Thoughtful Thursday: Happy
July 25, 2013
So far, we’ve asked:
“Is she energetic or calm?”
“Is he loud or quiet?”
“Is she friendly or unfriendly?”
Finally, I like to ask, “Is he happy or sad?”
This question is even more relevant for preschoolers than it is for the rest of us.
There’s a girl in their class who, I’m not exaggerating, almost every time I’ve seen her — that is, daily for almost a year — has been crying. It’s not just that I see her at dropoff times, either: she’s cried whenever I’ve seen her randomly at other times of day, and she’s crying in almost all of the photos of the class activities. Best case scenario, she occasionally looks sad without crying. I have no idea what’s up with her.
There’s also a kid that we knew when Burrito and Tamale were babies to toddlers. She is the daughter of DH’s friend and is a few months older than B&T. I never saw her cry, but I also never saw her smile until she was 1 1/2. As an infant, she was what you’d charitably call “serious.” Her parents and brother are all extremely expressive people, so it was striking that this little girl expressed no positive emotion. She wasn’t actively sad, more just sort of perpetually disgruntled. About a month after Tamale started smiling, we spent time with the girl’s family. I genuinely felt bad when the mother remarked on Tamale’s constant, dazzling smile. It was as if things were okay as long as all babies were perpetually disgruntled, but when Tamale burst that illusion, the mother looked heartbroken.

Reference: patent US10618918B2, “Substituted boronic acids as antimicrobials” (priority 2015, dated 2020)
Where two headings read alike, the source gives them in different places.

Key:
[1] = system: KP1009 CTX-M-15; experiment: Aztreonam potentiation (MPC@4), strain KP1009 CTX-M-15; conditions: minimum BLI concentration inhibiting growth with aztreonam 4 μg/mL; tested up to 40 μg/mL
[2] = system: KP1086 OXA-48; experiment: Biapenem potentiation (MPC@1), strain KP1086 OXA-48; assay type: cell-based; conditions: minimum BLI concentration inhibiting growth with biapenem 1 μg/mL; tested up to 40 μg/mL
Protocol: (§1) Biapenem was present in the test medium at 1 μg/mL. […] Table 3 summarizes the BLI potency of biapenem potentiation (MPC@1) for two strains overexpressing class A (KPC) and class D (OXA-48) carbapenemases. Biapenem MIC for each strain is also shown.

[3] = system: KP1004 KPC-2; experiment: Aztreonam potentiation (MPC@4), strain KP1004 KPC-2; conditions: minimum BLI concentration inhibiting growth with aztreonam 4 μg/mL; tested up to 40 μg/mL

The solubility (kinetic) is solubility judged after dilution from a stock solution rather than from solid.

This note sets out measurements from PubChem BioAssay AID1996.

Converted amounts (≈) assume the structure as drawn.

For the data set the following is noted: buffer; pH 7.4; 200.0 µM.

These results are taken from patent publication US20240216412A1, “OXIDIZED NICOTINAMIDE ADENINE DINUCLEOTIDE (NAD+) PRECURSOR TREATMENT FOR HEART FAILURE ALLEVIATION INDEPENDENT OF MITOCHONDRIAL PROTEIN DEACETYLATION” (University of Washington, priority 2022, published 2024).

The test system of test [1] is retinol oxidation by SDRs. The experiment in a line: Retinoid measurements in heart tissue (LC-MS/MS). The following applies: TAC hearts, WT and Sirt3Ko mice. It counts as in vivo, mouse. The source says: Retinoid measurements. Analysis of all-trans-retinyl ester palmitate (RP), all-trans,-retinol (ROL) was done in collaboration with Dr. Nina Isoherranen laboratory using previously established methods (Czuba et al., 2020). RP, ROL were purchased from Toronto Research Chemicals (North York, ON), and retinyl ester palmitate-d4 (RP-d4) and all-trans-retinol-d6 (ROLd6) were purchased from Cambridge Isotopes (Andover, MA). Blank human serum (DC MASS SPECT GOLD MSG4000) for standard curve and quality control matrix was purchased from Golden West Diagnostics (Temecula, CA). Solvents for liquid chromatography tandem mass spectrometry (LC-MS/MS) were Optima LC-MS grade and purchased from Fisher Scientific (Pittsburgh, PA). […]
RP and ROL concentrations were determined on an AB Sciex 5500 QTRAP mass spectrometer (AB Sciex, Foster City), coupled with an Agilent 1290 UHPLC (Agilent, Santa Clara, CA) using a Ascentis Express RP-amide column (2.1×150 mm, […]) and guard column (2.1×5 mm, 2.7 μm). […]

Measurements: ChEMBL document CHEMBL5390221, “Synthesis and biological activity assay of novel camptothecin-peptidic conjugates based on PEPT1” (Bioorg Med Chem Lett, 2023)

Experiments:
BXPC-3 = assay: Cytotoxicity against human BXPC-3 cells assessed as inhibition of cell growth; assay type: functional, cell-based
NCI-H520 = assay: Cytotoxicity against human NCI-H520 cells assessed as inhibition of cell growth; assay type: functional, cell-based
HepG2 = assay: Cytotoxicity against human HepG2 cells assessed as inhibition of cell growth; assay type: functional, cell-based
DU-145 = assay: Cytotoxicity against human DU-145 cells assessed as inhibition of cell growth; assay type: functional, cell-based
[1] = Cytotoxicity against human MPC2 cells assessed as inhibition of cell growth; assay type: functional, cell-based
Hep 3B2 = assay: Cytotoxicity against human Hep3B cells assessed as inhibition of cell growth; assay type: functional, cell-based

Most kids, of course, are not as miserable as those two girls. Tamale is shockingly, startlingly happy. Huge, huge smile. Pure sunshine. Until she was 2 1/2, non-stop joy. Then, joy interspersed with age-appropriate dissatisfaction with her wishes being thwarted and, occasionally, tantrums. Even so, every kid in her preschool class would easily identify her as a very happy kid.
Happiness and sadness aren’t the only emotions, of course, as illustrated by Burrito. When he is happy, he is very very happy. When he is not happy, you might see anxiety or sadness or rage. He feels big feelings, in all directions.
I have a clear preference for happy children, but back in my days as a mopey teen, I expressed a preference for brooding, pseudo-depressive, black-wearing, poetry-writing, deep-thinker types. I got over that by 17, because seriously, it gets tiresome. Pollyannas get tiresome too. My real preference is for people who know the score but, despite the crappiness of the world, make a choice to be happy anyway.
Do you prefer to be around people who are happy or sad (or something else)?